Posted in Virtual Machine Manager | 4 Comments | 173,990 views | 14/01/2011 13:42
I research a feature called “Install Virtual Guest Services” in SCVMM. We know, Hyper-V virtual machines are completely isolated from Parent partition. But a few days ago, Benjamin posted an article about data exchange between Parent Node and Virtual Machines. You can reach that post from this link:
What Physical Computer am I on?
After this post, I tried to figure out how really works this process. So I figured out, Hyper-V Data Exchange service is responsible about Registry changes. That means, you can send information or fetch information directly from virtual machine without any authentication. Because Data Exchange services runs as Local Service and has rights to write on specific area of registry as Taylor’s post. Please check this link too:
Hyper-V Data Exchange Service
I asked a question on Benjamin’s blog about this situation and he answered:
We do not see this as a security risk. We have always designed our system with the assumption that the bad guy in a VM would be able to figure out that they were in a VM – and then ensure that there is nothing that they could do with that information. In this case – the only real risk is that a bad guy could try to launch a network based attack against the host (in which case – being in a VM gives them no advantage when compared to being a seperate physical computer)
If this is a concern to you – there are two options you could take:
1) Configure the virtual machines so that they cannot attempt to connect to the host over the network. To do this configure an “external only” network that connects to a different physical network than the one the host is connected to.
2) Disable the data-exchange integration services under the virtual machine settings (which will stop this information from being sent in the first place).
and yes, this is the same “Microsoft” who requires certificate authentication between SCOM servers and clients because of security concerns. So getting information from internal clients via SCOM is not secure and that’s why you have to use certificate between servers, but getting or sending information between Hyper-V Parent Node and Virtual machines is not a security risk? Strange..
So I know a feature in SCVMM called “Install Virtual Guest Services”. If you click “Install Virtual Guest Services” for a virtual machine, process goes with these steps:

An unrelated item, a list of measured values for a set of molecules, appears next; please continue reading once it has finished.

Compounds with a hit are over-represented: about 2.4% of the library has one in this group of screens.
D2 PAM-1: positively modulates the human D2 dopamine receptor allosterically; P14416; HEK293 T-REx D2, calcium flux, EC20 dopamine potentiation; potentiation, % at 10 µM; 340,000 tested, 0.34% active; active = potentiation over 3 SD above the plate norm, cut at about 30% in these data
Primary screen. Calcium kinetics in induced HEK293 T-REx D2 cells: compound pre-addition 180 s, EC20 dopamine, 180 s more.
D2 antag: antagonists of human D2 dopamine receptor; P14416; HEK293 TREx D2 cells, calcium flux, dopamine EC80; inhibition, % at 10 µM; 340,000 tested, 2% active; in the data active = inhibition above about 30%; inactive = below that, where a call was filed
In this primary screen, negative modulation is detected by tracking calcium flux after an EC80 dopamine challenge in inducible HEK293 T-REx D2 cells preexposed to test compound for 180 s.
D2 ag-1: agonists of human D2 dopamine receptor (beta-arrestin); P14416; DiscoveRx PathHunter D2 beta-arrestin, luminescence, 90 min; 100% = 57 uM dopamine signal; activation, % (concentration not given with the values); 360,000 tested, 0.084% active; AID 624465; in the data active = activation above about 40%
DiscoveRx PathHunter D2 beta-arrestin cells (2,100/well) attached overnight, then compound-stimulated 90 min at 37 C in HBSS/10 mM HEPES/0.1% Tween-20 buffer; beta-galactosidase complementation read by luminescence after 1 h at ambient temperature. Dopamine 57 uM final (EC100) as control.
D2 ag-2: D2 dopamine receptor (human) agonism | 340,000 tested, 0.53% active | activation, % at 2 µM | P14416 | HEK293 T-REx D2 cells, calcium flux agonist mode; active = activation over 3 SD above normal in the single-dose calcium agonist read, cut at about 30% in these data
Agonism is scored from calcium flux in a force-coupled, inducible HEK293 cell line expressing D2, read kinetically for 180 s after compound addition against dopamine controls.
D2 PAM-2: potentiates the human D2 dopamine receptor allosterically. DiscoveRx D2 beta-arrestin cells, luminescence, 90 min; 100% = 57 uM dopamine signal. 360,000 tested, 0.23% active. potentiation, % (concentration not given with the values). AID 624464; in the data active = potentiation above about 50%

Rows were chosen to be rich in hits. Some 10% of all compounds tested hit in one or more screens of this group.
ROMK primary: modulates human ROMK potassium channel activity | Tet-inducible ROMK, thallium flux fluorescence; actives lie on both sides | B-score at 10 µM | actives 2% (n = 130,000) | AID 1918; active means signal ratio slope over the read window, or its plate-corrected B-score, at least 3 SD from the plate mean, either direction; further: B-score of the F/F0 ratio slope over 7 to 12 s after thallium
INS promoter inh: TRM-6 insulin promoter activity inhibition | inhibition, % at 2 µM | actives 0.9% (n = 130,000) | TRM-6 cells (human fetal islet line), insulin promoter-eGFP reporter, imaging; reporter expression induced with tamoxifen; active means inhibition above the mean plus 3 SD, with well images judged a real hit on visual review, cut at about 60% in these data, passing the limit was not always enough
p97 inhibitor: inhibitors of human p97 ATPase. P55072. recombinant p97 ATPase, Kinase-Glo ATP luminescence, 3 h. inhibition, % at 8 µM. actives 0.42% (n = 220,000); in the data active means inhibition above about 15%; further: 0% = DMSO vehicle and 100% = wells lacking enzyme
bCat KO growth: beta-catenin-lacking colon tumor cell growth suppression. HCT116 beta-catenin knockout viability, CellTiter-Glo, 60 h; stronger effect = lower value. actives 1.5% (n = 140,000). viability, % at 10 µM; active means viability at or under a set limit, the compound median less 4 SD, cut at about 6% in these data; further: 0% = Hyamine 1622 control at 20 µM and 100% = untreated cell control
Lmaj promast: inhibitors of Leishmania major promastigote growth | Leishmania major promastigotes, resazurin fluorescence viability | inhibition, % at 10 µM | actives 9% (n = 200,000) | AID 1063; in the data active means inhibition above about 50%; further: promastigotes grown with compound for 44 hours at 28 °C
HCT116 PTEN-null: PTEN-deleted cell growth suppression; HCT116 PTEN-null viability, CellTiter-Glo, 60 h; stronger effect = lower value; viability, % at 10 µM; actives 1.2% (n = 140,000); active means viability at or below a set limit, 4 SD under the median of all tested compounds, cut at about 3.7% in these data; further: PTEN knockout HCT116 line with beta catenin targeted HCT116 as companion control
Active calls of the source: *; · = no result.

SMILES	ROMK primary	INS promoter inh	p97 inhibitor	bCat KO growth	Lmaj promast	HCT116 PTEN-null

1. step: it attachs vmguest.iso to virtual machine.
2. step: reboot virtual machine with that iso.
3. step: after starting Windows, it executes vmguest.iso and installs it automatically. (without any authentication)
Yes, without authentication. Is that means you can execute a script or maybe exe, without any authentication, inside a virtual machine? If it is true, how? I made a test to figure out situation. Results are really unexpected.
You can install virtual guest services with clicking “Install Virtual Guest Services” feature in SCVMM. To do that, just create a new virtual machine with blank disk template and install a Windows Server. Then turn off the virtual machine and click the “Install Virtual Guest Services”.
So let’s see what happens really when you click “Install Virtual Guest Services”.
As a first step, it starts virtual machine:
Then installs Virtual Guest Services and shut downs virtual machine:
Now process is completed:
Now I’ll show you what really happens inside the virtual machine.
I installed a Windows Server 2008 SP2. After installation, mouse integration is not available.
So I did shut down the virtual machine. Clicked “Install Virtual Guest Services” from SCVMM. I went to Hyper-V console to watch what really happens and I saw this:
SCVMM calls a service inside VM and you only see “Interactive Services Dialog..” I don’t know what really it is, but it’s something to execute scripts. I tried to find out what services really do that.
Update 1: I captured detailed screens of “Interactive Services Dialog Detection”.
If you click “Show me the message”, you see installation of integration components:
So I disabled all Hyper-V services inside the Virtual Machine.
Also I disabled Hyper-V offers.
I checked SCVMM and it sees “no service offering” too.
Then I did same thing and clicked “Install Virtual Guest Services” via SCVMM. But nothing changed. Without any integration services and without any Hyper-V offers, SCVMM successfully updated my Virtual Machine!
Also strange thing is SCVMM can watch all steps. If somehow process does not go well, SCVMM can see that and gives you warning. After finish of process, SCVMM shows you a process report.
For example, I installed Windows Server 2003 R2 and clicked “Install Virtual Guest Services”.
SCVMM gave error because you can’t install integration services on Windows Server 2003 R2. You need at least Windows Server 2003 R2 SP2 to install Hyper-V integration services. So what happened? SCVMM tried to install integration services but Windows gave “You need newer version of Windows to install” and SCVMM got that error and finished the update process.
That means SCVMM can really detects failed process inside the virtual machine without any authentication. But how?
Update 2: I found some traces of process.
What is the C:\VMMGuestAgent.exe and where did it come from? I checked after installation but there is no file called “VMMGuestAgent” in C drive.
Also a message to SCVMM team. There is a typo error in message. “The server must be rebooted by SCVMM to intall virtualization components.” You should change that as “install” :)
By the way, there is no information about “VMMGuestAgent.exe” on Technet, or even Google! :)
So far I have two questions:
1) How really “Install Virtual Guest Services” works?
I hope someone can answer my questions. I think that’s really strange situation.